Market and ETF Report – SPY Near Reversal Zone, XLU Holds Up, XLP Gets Counter-Trend Bounce, Home Construction Shows Relative Strength (Premium)

Small-caps are outperforming large-caps over the last one to two weeks because large-caps stalled and small-caps continued higher. Even so, I am not following the siren song of small-cap relative strength and am more concerned with short-term relative weakness in large-caps. We will look at charts for SPY and IWM first. Analysis then turns to the defensive groups (Utilities, Staples, Healthcare) and we finish with a dive into tech and consumer discretionary ETFs.

About the ETF Trends, Patterns and Setups Report

This report contains discretionary chart analysis based on my interpretation of the price charts. This is different from the fully systematic approach in the Trend Composite strategy series. In this ETF Trends, Patterns and Setups report, I am looking for leading uptrends and tradable setups within these uptrends. While I use indicators to help define the trend and identify oversold conditions within uptrends, the assessments are mostly based on price action and the price chart (higher highs, higher lows, patterns in play). Sometimes the chart assessment can be at odds with the indicators.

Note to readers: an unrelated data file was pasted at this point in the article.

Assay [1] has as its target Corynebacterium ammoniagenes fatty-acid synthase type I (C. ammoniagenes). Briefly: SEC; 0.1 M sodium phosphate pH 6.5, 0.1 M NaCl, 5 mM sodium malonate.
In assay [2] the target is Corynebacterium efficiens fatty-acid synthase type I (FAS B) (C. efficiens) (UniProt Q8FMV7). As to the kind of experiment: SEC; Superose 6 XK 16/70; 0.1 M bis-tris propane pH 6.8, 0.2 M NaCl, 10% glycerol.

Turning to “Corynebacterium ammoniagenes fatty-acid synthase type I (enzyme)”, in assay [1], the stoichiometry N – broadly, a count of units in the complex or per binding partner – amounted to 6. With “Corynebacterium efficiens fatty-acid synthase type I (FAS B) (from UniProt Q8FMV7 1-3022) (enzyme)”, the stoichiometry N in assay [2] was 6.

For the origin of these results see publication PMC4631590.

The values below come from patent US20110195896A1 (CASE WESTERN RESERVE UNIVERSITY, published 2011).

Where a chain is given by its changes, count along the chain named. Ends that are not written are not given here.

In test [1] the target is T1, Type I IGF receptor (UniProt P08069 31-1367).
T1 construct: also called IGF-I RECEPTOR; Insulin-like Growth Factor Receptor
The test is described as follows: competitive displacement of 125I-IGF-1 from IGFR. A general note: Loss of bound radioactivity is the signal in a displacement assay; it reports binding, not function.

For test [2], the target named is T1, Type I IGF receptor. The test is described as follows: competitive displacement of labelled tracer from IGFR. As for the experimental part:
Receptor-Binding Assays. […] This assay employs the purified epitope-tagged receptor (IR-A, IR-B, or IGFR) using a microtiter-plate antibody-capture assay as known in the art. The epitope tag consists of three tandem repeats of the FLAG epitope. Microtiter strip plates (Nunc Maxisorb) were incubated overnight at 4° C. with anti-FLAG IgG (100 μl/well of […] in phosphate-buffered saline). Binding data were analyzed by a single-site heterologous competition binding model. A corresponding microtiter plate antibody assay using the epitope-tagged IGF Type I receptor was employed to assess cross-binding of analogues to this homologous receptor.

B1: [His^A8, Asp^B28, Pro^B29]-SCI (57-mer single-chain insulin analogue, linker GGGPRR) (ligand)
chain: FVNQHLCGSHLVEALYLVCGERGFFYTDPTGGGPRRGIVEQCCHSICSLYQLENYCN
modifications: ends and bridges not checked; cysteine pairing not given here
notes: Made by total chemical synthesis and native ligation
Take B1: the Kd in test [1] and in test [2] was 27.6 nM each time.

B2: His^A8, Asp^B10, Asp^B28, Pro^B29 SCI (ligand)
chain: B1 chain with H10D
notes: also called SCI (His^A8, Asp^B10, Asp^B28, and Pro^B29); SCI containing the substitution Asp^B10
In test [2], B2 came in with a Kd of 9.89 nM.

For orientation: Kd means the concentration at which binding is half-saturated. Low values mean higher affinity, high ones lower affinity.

SPY Remains Close to Resistance-Reversal Zone